Meeting Slimane, 2003

TV broadcast - DR2

 

Meeting Slimane is a project that grew out from an other project Mapping Gellerup in 1999-2000 where we made interviews with people being representatives for a community or a group of people in Gellerup outside Aarhus - DK. It was in a Muslim society in Gellerup we met Slimane in the local bazar. We were looking for someone to explain about Islam for our art project Mapping Gellerup. Some years later - we acknowledged that Slimane was held imprisoned in the American prisoner’s camp at Guantanamo on Cuba.

The Danish ministry of foreign affairs did not want to have Slimanes identity known to the Danish public - due to an agreement with U.S.A with whom Denmark participated in the war in Iraq.

It was known to all Danish news media, that we were having this interview with Slimane. Several journalists warned us that the ministry of foreign affairs most likely was about to contact us in order to confiscate the tape. For a week we stayed underground.

We had promised Slimane and other participating in the video library project in Mapping Gellerup, that the interviews were not going to be cut up in small statements and quotes in the media. We wanted to keep that promise.

We ended up broadcasting the interview with Slimane on the Danish DR2 channel in its full length followed up by half an hour of discussions with national politicians.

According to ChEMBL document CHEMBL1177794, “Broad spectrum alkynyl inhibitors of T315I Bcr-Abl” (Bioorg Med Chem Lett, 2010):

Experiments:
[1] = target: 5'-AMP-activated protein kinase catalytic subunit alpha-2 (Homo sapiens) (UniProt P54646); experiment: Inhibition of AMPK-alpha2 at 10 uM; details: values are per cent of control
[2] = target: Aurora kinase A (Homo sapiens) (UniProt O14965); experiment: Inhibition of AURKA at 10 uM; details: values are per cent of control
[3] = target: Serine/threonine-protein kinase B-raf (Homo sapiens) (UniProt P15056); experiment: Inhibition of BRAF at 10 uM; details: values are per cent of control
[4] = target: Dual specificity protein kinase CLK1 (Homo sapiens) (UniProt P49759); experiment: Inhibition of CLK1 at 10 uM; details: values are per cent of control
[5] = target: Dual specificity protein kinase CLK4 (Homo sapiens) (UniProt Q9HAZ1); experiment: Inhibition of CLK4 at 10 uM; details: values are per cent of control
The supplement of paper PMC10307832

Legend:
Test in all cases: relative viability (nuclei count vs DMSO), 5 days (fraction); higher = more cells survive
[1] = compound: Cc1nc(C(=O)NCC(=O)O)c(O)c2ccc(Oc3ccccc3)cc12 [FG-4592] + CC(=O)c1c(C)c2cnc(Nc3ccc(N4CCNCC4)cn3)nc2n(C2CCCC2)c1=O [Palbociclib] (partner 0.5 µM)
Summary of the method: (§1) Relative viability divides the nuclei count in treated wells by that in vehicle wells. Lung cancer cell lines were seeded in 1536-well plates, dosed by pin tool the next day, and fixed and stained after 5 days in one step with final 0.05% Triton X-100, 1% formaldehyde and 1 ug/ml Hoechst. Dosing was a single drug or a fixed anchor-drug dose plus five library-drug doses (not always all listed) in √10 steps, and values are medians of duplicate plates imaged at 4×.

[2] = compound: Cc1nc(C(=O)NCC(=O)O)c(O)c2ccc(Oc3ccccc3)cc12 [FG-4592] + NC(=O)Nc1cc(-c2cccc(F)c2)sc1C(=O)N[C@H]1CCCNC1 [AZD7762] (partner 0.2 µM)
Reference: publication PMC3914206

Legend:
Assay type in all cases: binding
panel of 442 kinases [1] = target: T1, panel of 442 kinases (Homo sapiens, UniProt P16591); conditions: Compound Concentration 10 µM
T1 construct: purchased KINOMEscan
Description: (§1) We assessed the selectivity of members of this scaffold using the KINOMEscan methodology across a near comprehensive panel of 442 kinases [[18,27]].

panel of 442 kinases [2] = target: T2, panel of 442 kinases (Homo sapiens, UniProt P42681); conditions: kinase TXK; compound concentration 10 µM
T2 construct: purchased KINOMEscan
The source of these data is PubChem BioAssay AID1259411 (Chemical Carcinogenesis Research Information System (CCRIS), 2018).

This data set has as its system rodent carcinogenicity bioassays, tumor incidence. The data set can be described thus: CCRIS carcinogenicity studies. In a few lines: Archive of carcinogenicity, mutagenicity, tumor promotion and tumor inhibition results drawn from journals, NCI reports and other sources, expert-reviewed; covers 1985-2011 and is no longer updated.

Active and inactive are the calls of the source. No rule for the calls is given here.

Associated Press -  Udland    13-03-03 14:56:00

BC-EU-GEN--Denmark-Guantanamo Detainee<

United States in Guantanamo Bay said in an interview before

he left Denmark that Muslims can wage war if they're

attacked.

 In a 27-minute interview to be broadcast Thursday night on

Denmark's DR2 channel, Slimane Hadj Abderrahmane, said a

Muslim «should be good to everyone, children, women,

elderly, Muslims and non-Muslims, everyone who deserves

it.»

 But he said it is «totally different» for those who

don't deserve it, including Saddam Hussein and former

Yugoslav President Slobodan Milosevic.

 «The only moment Muslims can go to war is when someone

attacks them,» Abderrahmane said in the interview

videotaped in April 2000 by two art students in Aarhus, 200

kilometers (124 miles) northwest of the capital,

Copenhagen.

 The students, Nikolaj Kilsmark and Nynne Haugaard, were

making a video about immigrants and picked the 29-year-old

Abderrahmane, whose mother is Danish and father Algerian,

because he spoke Danish well.

 A few months later, Abderrahmane left Denmark for Algeria.

From there, he's believed to have gone to Afghanistan.

 «First one must try to solve the problem diplomatically

and ... what should I say ... articulately. If it cannot be

solved, then one has to defend oneself because Islam says

so,» Abderrahmane said quietly. «You just can't turn the

other cheek.»

 When Denmark said in January 2002 that a Dane was arrested

in Afghanistan, Kilsmark and Haugaard, who edited the

footage to 27 minutes, didn't know it was Abderrahmane.

 Both the Danish government and U.S. authorities have

refused to identify the man and haven't made public details

of his arrest.

 Approximately 650 men from 43 countries are being held at

the U.S. naval base in eastern Cuba. All are accused of

links to the al-Qaida terrorist network or Afghanistan's

fallen Taliban regime.

 (jo-mpm)

 

 

 

 

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